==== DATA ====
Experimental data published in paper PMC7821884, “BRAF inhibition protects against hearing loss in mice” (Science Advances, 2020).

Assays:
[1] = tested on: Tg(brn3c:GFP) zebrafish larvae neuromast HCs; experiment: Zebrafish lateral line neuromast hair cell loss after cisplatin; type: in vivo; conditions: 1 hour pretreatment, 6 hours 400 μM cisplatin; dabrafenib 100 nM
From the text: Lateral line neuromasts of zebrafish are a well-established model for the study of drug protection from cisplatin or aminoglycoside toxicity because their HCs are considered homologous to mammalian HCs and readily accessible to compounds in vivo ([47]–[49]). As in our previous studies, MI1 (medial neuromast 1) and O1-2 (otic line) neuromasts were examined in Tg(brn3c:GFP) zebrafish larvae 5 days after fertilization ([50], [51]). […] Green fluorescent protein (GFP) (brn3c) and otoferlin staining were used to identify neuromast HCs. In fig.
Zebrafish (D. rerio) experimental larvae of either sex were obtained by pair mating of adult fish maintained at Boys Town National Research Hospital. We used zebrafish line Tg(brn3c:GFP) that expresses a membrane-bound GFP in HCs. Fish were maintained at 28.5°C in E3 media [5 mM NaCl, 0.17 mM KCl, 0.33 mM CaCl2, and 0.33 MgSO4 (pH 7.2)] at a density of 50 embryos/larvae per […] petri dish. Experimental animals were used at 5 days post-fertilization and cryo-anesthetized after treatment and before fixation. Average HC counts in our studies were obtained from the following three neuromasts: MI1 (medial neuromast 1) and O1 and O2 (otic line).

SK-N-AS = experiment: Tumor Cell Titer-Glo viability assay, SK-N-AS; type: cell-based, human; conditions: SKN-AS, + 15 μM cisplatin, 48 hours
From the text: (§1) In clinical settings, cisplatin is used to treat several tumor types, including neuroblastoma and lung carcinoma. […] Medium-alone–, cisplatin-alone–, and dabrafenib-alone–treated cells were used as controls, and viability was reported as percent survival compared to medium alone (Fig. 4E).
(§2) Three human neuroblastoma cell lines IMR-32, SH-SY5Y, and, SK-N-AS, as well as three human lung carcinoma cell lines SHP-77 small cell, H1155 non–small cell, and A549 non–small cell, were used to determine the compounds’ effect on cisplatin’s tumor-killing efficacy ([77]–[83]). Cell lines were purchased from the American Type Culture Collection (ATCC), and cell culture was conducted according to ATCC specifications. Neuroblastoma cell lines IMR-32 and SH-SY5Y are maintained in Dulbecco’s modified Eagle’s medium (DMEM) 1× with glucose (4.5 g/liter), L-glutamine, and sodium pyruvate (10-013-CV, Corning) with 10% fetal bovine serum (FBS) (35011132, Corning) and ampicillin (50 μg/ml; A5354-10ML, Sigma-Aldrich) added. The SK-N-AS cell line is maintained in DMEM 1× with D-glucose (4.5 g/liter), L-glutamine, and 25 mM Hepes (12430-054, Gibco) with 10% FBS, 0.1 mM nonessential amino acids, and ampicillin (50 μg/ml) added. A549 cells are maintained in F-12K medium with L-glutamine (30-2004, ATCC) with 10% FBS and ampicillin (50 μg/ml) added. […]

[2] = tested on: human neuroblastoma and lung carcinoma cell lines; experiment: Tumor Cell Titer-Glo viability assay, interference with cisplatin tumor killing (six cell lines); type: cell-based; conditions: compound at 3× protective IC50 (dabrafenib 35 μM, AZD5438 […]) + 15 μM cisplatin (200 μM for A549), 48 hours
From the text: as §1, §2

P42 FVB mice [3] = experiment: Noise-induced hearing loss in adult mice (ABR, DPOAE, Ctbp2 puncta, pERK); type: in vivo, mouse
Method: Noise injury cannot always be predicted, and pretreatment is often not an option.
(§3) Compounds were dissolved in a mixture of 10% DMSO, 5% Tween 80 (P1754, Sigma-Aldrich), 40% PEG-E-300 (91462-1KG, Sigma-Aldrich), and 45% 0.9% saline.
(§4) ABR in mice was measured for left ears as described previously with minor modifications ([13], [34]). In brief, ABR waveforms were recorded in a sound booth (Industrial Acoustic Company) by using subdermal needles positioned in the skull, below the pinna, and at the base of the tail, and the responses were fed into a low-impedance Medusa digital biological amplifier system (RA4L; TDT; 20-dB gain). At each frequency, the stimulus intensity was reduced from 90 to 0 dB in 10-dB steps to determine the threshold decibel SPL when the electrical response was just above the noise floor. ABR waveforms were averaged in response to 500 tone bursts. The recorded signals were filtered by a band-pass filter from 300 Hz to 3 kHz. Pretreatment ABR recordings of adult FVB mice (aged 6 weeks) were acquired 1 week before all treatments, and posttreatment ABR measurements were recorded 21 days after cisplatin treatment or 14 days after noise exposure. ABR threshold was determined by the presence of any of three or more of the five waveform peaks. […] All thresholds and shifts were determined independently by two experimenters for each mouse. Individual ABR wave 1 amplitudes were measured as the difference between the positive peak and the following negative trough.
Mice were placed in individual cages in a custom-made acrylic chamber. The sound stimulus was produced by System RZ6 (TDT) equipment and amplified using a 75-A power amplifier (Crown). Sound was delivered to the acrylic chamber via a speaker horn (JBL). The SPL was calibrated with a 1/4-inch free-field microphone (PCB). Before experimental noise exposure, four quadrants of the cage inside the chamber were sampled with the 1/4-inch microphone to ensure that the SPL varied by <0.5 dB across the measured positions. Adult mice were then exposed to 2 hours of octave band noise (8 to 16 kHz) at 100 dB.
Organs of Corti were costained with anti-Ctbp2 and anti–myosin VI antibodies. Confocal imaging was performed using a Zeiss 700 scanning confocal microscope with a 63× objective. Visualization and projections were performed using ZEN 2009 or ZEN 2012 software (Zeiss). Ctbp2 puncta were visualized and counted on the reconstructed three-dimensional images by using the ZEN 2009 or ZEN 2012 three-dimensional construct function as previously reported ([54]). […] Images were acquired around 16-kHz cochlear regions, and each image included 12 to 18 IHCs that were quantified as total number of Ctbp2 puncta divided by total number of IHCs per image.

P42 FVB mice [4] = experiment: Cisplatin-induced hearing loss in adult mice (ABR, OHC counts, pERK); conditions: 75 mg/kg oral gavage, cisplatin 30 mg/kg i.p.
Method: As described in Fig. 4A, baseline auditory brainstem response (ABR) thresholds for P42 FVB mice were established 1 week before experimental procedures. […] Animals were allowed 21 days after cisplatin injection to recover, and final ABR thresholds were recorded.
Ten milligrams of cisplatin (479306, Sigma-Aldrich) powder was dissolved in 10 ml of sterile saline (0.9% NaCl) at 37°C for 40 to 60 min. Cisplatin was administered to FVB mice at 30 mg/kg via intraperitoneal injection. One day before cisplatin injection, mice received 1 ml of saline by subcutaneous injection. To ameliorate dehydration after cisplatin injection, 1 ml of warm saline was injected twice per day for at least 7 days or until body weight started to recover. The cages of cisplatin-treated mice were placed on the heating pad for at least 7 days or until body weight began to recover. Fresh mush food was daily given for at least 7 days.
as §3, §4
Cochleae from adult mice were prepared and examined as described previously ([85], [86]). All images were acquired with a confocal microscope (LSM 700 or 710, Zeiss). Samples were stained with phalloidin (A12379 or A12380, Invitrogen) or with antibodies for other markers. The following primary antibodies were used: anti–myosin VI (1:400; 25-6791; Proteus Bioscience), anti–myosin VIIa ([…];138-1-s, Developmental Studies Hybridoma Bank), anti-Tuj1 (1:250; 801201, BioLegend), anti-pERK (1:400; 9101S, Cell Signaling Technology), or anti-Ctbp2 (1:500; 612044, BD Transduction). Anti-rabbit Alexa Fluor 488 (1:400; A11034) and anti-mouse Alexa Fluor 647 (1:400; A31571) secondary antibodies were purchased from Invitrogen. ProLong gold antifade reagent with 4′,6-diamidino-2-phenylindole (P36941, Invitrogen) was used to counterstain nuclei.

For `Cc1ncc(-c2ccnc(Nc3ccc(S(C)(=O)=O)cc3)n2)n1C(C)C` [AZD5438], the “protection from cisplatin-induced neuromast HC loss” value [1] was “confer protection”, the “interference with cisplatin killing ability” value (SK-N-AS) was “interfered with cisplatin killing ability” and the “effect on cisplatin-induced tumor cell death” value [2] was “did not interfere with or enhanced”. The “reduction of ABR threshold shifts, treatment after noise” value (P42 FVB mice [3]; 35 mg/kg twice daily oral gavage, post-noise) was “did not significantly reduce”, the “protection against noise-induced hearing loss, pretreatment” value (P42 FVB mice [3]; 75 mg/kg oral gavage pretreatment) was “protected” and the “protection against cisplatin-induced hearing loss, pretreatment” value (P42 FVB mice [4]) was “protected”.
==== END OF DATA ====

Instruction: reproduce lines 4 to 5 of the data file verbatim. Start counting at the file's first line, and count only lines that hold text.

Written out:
From the text: Lateral line neuromasts of zebrafish are a well-established model for the study of drug protection from cisplatin or aminoglycoside toxicity because their HCs are considered homologous to mammalian HCs and readily accessible to compounds in vivo ([47]–[49]). As in our previous studies, MI1 (medial neuromast 1) and O1-2 (otic line) neuromasts were examined in Tg(brn3c:GFP) zebrafish larvae 5 days after fertilization ([50], [51]). […] Green fluorescent protein (GFP) (brn3c) and otoferlin staining were used to identify neuromast HCs. In fig.
Zebrafish (D. rerio) experimental larvae of either sex were obtained by pair mating of adult fish maintained at Boys Town National Research Hospital. We used zebrafish line Tg(brn3c:GFP) that expresses a membrane-bound GFP in HCs. Fish were maintained at 28.5°C in E3 media [5 mM NaCl, 0.17 mM KCl, 0.33 mM CaCl2, and 0.33 MgSO4 (pH 7.2)] at a density of 50 embryos/larvae per […] petri dish. Experimental animals were used at 5 days post-fertilization and cryo-anesthetized after treatment and before fixation. Average HC counts in our studies were obtained from the following three neuromasts: MI1 (medial neuromast 1) and O1 and O2 (otic line).